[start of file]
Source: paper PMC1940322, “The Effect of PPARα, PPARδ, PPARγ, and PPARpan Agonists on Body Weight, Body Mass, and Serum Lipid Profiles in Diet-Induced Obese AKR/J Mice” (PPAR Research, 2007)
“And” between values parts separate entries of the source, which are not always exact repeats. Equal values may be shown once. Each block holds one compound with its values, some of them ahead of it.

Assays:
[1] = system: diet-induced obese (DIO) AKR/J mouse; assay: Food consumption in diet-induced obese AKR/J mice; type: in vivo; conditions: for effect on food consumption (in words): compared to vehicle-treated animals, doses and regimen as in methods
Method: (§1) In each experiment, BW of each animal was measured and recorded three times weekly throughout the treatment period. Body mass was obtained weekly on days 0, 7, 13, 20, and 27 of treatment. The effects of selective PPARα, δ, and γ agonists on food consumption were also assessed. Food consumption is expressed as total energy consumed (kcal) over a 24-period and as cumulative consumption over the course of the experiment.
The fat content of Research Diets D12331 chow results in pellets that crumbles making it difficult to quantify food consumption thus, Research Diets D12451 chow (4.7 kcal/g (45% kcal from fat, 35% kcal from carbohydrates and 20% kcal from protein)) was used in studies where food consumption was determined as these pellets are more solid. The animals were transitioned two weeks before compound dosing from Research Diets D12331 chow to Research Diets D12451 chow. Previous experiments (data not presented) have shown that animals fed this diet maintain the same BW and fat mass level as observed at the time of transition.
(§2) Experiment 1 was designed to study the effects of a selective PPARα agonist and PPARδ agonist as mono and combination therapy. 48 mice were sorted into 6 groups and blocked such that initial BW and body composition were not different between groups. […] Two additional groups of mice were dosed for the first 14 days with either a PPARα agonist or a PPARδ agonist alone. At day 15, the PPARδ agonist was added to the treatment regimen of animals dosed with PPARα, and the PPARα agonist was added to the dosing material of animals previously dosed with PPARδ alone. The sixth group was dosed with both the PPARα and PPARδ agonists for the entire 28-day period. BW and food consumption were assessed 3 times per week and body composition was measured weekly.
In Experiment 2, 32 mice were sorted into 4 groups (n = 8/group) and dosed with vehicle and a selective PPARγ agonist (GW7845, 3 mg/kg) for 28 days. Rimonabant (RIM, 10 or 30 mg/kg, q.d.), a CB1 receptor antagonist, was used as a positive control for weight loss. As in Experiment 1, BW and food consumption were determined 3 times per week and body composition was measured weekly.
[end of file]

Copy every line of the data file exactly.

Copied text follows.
Source: paper PMC1940322, “The Effect of PPARα, PPARδ, PPARγ, and PPARpan Agonists on Body Weight, Body Mass, and Serum Lipid Profiles in Diet-Induced Obese AKR/J Mice” (PPAR Research, 2007)
“And” between values parts separate entries of the source, which are not always exact repeats. Equal values may be shown once. Each block holds one compound with its values, some of them ahead of it.

Assays:
[1] = system: diet-induced obese (DIO) AKR/J mouse; assay: Food consumption in diet-induced obese AKR/J mice; type: in vivo; conditions: for effect on food consumption (in words): compared to vehicle-treated animals, doses and regimen as in methods
Method: (§1) In each experiment, BW of each animal was measured and recorded three times weekly throughout the treatment period. Body mass was obtained weekly on days 0, 7, 13, 20, and 27 of treatment. The effects of selective PPARα, δ, and γ agonists on food consumption were also assessed. Food consumption is expressed as total energy consumed (kcal) over a 24-period and as cumulative consumption over the course of the experiment.
The fat content of Research Diets D12331 chow results in pellets that crumbles making it difficult to quantify food consumption thus, Research Diets D12451 chow (4.7 kcal/g (45% kcal from fat, 35% kcal from carbohydrates and 20% kcal from protein)) was used in studies where food consumption was determined as these pellets are more solid. The animals were transitioned two weeks before compound dosing from Research Diets D12331 chow to Research Diets D12451 chow. Previous experiments (data not presented) have shown that animals fed this diet maintain the same BW and fat mass level as observed at the time of transition.
(§2) Experiment 1 was designed to study the effects of a selective PPARα agonist and PPARδ agonist as mono and combination therapy. 48 mice were sorted into 6 groups and blocked such that initial BW and body composition were not different between groups. […] Two additional groups of mice were dosed for the first 14 days with either a PPARα agonist or a PPARδ agonist alone. At day 15, the PPARδ agonist was added to the treatment regimen of animals dosed with PPARα, and the PPARα agonist was added to the dosing material of animals previously dosed with PPARδ alone. The sixth group was dosed with both the PPARα and PPARδ agonists for the entire 28-day period. BW and food consumption were assessed 3 times per week and body composition was measured weekly.
In Experiment 2, 32 mice were sorted into 4 groups (n = 8/group) and dosed with vehicle and a selective PPARγ agonist (GW7845, 3 mg/kg) for 28 days. Rimonabant (RIM, 10 or 30 mg/kg, q.d.), a CB1 receptor antagonist, was used as a positive control for weight loss. As in Experiment 1, BW and food consumption were determined 3 times per week and body composition was measured weekly.